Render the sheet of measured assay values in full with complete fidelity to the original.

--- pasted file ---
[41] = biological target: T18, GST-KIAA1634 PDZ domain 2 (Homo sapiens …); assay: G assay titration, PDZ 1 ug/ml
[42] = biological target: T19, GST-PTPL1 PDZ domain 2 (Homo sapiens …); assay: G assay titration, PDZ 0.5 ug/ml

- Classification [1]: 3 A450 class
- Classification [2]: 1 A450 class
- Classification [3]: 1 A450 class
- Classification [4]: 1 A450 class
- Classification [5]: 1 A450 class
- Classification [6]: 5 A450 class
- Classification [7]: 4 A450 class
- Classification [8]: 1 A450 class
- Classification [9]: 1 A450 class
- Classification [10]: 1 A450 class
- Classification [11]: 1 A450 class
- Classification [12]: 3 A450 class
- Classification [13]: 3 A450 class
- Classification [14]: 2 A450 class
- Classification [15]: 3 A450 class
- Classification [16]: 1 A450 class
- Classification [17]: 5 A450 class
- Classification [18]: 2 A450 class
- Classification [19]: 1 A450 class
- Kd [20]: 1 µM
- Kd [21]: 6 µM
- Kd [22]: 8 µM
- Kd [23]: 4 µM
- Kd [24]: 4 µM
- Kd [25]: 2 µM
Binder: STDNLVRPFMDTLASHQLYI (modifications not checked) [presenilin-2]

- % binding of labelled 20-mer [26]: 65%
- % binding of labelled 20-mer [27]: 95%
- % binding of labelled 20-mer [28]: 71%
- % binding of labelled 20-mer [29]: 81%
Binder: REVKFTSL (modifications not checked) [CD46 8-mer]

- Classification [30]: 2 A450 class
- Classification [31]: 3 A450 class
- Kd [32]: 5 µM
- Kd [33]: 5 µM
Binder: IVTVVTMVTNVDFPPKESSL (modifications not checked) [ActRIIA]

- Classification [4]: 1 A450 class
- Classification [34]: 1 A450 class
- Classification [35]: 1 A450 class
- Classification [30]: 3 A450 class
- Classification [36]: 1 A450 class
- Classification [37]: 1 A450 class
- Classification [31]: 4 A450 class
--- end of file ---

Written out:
[41] = biological target: T18, GST-KIAA1634 PDZ domain 2 (Homo sapiens …); assay: G assay titration, PDZ 1 ug/ml
[42] = biological target: T19, GST-PTPL1 PDZ domain 2 (Homo sapiens …); assay: G assay titration, PDZ 0.5 ug/ml

- Classification [1]: 3 A450 class
- Classification [2]: 1 A450 class
- Classification [3]: 1 A450 class
- Classification [4]: 1 A450 class
- Classification [5]: 1 A450 class
- Classification [6]: 5 A450 class
- Classification [7]: 4 A450 class
- Classification [8]: 1 A450 class
- Classification [9]: 1 A450 class
- Classification [10]: 1 A450 class
- Classification [11]: 1 A450 class
- Classification [12]: 3 A450 class
- Classification [13]: 3 A450 class
- Classification [14]: 2 A450 class
- Classification [15]: 3 A450 class
- Classification [16]: 1 A450 class
- Classification [17]: 5 A450 class
- Classification [18]: 2 A450 class
- Classification [19]: 1 A450 class
- Kd [20]: 1 µM
- Kd [21]: 6 µM
- Kd [22]: 8 µM
- Kd [23]: 4 µM
- Kd [24]: 4 µM
- Kd [25]: 2 µM
Binder: STDNLVRPFMDTLASHQLYI (modifications not checked) [presenilin-2]

- % binding of labelled 20-mer [26]: 65%
- % binding of labelled 20-mer [27]: 95%
- % binding of labelled 20-mer [28]: 71%
- % binding of labelled 20-mer [29]: 81%
Binder: REVKFTSL (modifications not checked) [CD46 8-mer]

- Classification [30]: 2 A450 class
- Classification [31]: 3 A450 class
- Kd [32]: 5 µM
- Kd [33]: 5 µM
Binder: IVTVVTMVTNVDFPPKESSL (modifications not checked) [ActRIIA]

- Classification [4]: 1 A450 class
- Classification [34]: 1 A450 class
- Classification [35]: 1 A450 class
- Classification [30]: 3 A450 class
- Classification [36]: 1 A450 class
- Classification [37]: 1 A450 class
- Classification [31]: 4 A450 class